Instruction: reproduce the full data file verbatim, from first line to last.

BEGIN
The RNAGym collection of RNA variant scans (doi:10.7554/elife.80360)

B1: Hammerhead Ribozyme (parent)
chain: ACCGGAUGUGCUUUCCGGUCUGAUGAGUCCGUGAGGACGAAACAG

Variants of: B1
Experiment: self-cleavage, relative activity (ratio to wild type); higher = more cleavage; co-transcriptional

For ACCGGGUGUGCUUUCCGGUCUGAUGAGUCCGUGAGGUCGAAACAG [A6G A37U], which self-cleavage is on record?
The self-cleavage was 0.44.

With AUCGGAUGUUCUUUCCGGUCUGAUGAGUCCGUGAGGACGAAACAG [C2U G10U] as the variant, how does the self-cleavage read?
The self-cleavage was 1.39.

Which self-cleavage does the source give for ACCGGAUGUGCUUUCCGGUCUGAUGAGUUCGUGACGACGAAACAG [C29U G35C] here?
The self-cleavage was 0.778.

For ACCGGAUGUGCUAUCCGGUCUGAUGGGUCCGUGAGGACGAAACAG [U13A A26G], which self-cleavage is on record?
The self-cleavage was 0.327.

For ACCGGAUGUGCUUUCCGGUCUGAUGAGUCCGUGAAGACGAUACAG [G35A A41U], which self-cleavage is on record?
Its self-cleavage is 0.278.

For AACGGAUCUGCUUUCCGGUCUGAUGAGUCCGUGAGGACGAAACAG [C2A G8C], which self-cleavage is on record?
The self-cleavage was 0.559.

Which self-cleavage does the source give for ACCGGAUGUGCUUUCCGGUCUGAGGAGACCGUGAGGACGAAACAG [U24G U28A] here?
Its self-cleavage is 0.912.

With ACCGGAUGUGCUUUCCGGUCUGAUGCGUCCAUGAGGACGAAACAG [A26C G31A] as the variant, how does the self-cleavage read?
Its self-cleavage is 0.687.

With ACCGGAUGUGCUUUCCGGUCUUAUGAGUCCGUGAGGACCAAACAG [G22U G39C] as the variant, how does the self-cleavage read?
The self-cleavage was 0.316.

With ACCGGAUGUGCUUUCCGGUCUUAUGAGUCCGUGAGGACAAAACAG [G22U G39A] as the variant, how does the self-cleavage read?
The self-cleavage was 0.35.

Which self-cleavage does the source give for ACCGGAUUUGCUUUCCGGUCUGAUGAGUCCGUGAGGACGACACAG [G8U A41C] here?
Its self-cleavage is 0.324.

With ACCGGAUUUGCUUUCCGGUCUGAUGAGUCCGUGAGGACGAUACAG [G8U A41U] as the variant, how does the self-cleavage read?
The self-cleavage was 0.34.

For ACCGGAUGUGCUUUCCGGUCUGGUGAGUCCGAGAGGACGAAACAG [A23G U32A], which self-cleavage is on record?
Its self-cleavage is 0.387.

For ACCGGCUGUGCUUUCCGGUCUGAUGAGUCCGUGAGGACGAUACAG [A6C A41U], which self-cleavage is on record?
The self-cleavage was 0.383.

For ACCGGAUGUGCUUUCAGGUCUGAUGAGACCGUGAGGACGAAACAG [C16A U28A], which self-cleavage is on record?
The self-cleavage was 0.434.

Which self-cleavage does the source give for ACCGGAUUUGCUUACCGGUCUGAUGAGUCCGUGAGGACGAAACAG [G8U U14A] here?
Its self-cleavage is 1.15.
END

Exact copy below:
The RNAGym collection of RNA variant scans (doi:10.7554/elife.80360)

B1: Hammerhead Ribozyme (parent)
chain: ACCGGAUGUGCUUUCCGGUCUGAUGAGUCCGUGAGGACGAAACAG

Variants of: B1
Experiment: self-cleavage, relative activity (ratio to wild type); higher = more cleavage; co-transcriptional

For ACCGGGUGUGCUUUCCGGUCUGAUGAGUCCGUGAGGUCGAAACAG [A6G A37U], which self-cleavage is on record?
The self-cleavage was 0.44.

With AUCGGAUGUUCUUUCCGGUCUGAUGAGUCCGUGAGGACGAAACAG [C2U G10U] as the variant, how does the self-cleavage read?
The self-cleavage was 1.39.

Which self-cleavage does the source give for ACCGGAUGUGCUUUCCGGUCUGAUGAGUUCGUGACGACGAAACAG [C29U G35C] here?
The self-cleavage was 0.778.

For ACCGGAUGUGCUAUCCGGUCUGAUGGGUCCGUGAGGACGAAACAG [U13A A26G], which self-cleavage is on record?
The self-cleavage was 0.327.

For ACCGGAUGUGCUUUCCGGUCUGAUGAGUCCGUGAAGACGAUACAG [G35A A41U], which self-cleavage is on record?
Its self-cleavage is 0.278.

For AACGGAUCUGCUUUCCGGUCUGAUGAGUCCGUGAGGACGAAACAG [C2A G8C], which self-cleavage is on record?
The self-cleavage was 0.559.

Which self-cleavage does the source give for ACCGGAUGUGCUUUCCGGUCUGAGGAGACCGUGAGGACGAAACAG [U24G U28A] here?
Its self-cleavage is 0.912.

With ACCGGAUGUGCUUUCCGGUCUGAUGCGUCCAUGAGGACGAAACAG [A26C G31A] as the variant, how does the self-cleavage read?
Its self-cleavage is 0.687.

With ACCGGAUGUGCUUUCCGGUCUUAUGAGUCCGUGAGGACCAAACAG [G22U G39C] as the variant, how does the self-cleavage read?
The self-cleavage was 0.316.

With ACCGGAUGUGCUUUCCGGUCUUAUGAGUCCGUGAGGACAAAACAG [G22U G39A] as the variant, how does the self-cleavage read?
The self-cleavage was 0.35.

Which self-cleavage does the source give for ACCGGAUUUGCUUUCCGGUCUGAUGAGUCCGUGAGGACGACACAG [G8U A41C] here?
Its self-cleavage is 0.324.

With ACCGGAUUUGCUUUCCGGUCUGAUGAGUCCGUGAGGACGAUACAG [G8U A41U] as the variant, how does the self-cleavage read?
The self-cleavage was 0.34.

For ACCGGAUGUGCUUUCCGGUCUGGUGAGUCCGAGAGGACGAAACAG [A23G U32A], which self-cleavage is on record?
Its self-cleavage is 0.387.

For ACCGGCUGUGCUUUCCGGUCUGAUGAGUCCGUGAGGACGAUACAG [A6C A41U], which self-cleavage is on record?
The self-cleavage was 0.383.

For ACCGGAUGUGCUUUCAGGUCUGAUGAGACCGUGAGGACGAAACAG [C16A U28A], which self-cleavage is on record?
The self-cleavage was 0.434.

Which self-cleavage does the source give for ACCGGAUUUGCUUACCGGUCUGAUGAGUCCGUGAGGACGAAACAG [G8U U14A] here?
Its self-cleavage is 1.15.